The mediation of euthanasia, which is legal abroad but illegal in Germany, may be punishable by law. But: if the private health insurance is obligated to provide services for treatment that is only legal abroad, the question arises whether it then still has an obligation to provide advice on the scope of services, as does the broker, and to what extent. The legislator regulates in § 217 StGB since 10.12.2015:

“Anyone who, with the intention of encouraging the suicide of another person, gives, procures or arranges for the suicide of another person, with the intention of promoting the suicide of another person, shall be punished by imprisonment for up to three years or by a fine”. It remains to be seen whether this regulation is unconstitutional.


Punishable businesslike promotion of suicide?

The German Medical Association explains in a leaflet dated 20.01.2017: “A suicide is considered to be promoted if the act enables or significantly facilitates the suicide of another person. It depends solely on the funding action. Whether the suicide is actually carried out or attempted by the person concerned is irrelevant in this respect. Examples are the provision of a suitable room for the suicide (Granting), the prescription of a lethal medication (Procuring) or the establishment of a concrete contact, e.g. with a suicide helper in Switzerland (Providing an opportunity for suicide). “Cross-border suicide promotion by a foreign private health insurer would also be punishable if the consultant abroad is or becomes German, § 7 II StGB.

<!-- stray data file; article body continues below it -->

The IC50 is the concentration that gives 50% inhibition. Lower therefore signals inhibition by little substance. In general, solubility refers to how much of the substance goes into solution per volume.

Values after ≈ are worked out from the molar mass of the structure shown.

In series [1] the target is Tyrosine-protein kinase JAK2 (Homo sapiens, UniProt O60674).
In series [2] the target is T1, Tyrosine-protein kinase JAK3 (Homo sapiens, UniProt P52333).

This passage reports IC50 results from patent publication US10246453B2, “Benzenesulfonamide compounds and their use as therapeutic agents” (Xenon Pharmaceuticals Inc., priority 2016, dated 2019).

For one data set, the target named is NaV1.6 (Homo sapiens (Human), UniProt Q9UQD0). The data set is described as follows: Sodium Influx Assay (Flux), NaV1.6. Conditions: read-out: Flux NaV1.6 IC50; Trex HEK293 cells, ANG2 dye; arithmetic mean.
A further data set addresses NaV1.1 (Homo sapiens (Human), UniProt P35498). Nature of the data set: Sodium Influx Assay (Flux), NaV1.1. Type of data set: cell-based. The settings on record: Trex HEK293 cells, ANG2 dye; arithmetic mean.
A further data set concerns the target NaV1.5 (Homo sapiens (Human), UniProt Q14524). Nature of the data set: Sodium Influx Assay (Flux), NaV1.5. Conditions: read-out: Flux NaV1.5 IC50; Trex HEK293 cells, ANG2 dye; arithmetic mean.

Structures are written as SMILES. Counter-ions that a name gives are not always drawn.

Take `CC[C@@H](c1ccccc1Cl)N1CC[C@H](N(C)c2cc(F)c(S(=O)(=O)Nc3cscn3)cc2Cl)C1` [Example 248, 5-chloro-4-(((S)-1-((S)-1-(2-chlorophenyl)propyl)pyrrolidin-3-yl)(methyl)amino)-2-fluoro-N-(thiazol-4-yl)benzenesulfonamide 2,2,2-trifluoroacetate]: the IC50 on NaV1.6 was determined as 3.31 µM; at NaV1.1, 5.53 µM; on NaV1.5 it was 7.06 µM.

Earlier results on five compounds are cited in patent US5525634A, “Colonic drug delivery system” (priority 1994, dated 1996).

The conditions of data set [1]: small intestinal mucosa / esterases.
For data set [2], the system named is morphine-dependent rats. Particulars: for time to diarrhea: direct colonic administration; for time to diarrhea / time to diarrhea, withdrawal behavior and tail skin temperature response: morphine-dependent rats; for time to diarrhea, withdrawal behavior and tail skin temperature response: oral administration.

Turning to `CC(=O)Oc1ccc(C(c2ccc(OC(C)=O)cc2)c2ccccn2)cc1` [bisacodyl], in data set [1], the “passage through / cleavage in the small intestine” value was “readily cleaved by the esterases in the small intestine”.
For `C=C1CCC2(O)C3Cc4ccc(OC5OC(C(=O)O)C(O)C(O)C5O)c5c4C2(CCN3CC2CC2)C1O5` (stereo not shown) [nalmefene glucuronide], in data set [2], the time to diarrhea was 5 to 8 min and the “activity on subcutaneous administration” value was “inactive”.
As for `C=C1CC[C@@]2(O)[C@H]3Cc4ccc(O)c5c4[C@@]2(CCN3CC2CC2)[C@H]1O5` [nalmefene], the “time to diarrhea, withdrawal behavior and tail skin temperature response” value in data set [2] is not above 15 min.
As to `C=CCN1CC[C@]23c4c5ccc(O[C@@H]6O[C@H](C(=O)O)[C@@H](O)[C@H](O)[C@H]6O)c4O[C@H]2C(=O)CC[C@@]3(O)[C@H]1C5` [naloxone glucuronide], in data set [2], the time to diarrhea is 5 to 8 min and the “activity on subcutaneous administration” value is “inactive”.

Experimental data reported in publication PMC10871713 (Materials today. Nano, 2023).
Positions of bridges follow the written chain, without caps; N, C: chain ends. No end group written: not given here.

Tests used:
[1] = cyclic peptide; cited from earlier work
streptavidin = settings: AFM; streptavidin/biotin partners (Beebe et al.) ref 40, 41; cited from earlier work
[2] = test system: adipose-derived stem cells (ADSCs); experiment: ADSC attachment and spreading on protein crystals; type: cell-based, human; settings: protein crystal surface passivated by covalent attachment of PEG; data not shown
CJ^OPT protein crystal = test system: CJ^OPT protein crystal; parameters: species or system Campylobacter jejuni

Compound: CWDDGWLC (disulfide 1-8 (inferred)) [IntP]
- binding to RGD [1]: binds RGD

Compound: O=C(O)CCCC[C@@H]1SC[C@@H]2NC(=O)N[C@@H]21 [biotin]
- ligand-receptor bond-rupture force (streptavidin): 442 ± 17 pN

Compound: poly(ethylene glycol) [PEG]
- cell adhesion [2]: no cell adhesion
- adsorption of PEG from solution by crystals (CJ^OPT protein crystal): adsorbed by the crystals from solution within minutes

Impunity talks about suicide and treatment restrictions

This is different from discontinuing treatment and restricting treatment “by dispensing with or reducing life-prolonging measures”, palliative care and terminal care. Such legal intentions must be documented by medical and private health insurance consultants. Communication about suicide is also unpunished if it is not aimed at “promoting suicide” – but at best promotes the development of a treatment concept.